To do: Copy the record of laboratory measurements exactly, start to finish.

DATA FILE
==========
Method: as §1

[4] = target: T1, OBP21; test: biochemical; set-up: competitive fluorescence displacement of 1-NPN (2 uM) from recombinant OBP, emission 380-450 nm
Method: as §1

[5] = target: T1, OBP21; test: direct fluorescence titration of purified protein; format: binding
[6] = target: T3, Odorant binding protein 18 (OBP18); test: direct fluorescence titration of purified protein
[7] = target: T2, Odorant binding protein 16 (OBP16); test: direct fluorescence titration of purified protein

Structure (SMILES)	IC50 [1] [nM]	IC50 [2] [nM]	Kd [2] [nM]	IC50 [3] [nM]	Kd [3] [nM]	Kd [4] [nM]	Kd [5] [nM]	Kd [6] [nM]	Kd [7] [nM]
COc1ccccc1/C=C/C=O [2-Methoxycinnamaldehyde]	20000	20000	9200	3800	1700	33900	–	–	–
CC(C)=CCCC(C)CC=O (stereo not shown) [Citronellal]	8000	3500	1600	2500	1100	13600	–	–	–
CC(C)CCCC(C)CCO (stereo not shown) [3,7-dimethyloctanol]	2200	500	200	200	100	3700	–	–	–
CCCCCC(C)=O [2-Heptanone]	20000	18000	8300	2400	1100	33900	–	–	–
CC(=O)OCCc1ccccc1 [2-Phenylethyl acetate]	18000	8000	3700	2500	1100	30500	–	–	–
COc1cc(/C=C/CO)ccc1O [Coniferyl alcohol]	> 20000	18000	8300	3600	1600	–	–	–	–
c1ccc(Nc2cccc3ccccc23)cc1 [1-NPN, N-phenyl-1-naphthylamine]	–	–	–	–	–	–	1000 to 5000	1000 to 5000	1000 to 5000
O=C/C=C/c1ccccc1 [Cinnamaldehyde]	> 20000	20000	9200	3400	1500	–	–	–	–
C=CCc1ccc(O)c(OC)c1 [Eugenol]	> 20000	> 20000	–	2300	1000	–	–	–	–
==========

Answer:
Method: as §1

[4] = target: T1, OBP21; test: biochemical; set-up: competitive fluorescence displacement of 1-NPN (2 uM) from recombinant OBP, emission 380-450 nm
Method: as §1

[5] = target: T1, OBP21; test: direct fluorescence titration of purified protein; format: binding
[6] = target: T3, Odorant binding protein 18 (OBP18); test: direct fluorescence titration of purified protein
[7] = target: T2, Odorant binding protein 16 (OBP16); test: direct fluorescence titration of purified protein

Structure (SMILES)	IC50 [1] [nM]	IC50 [2] [nM]	Kd [2] [nM]	IC50 [3] [nM]	Kd [3] [nM]	Kd [4] [nM]	Kd [5] [nM]	Kd [6] [nM]	Kd [7] [nM]
COc1ccccc1/C=C/C=O [2-Methoxycinnamaldehyde]	20000	20000	9200	3800	1700	33900	–	–	–
CC(C)=CCCC(C)CC=O (stereo not shown) [Citronellal]	8000	3500	1600	2500	1100	13600	–	–	–
CC(C)CCCC(C)CCO (stereo not shown) [3,7-dimethyloctanol]	2200	500	200	200	100	3700	–	–	–
CCCCCC(C)=O [2-Heptanone]	20000	18000	8300	2400	1100	33900	–	–	–
CC(=O)OCCc1ccccc1 [2-Phenylethyl acetate]	18000	8000	3700	2500	1100	30500	–	–	–
COc1cc(/C=C/CO)ccc1O [Coniferyl alcohol]	> 20000	18000	8300	3600	1600	–	–	–	–
c1ccc(Nc2cccc3ccccc23)cc1 [1-NPN, N-phenyl-1-naphthylamine]	–	–	–	–	–	–	1000 to 5000	1000 to 5000	1000 to 5000
O=C/C=C/c1ccccc1 [Cinnamaldehyde]	> 20000	20000	9200	3400	1500	–	–	–	–
C=CCc1ccc(O)c(OC)c1 [Eugenol]	> 20000	> 20000	–	2300	1000	–	–	–	–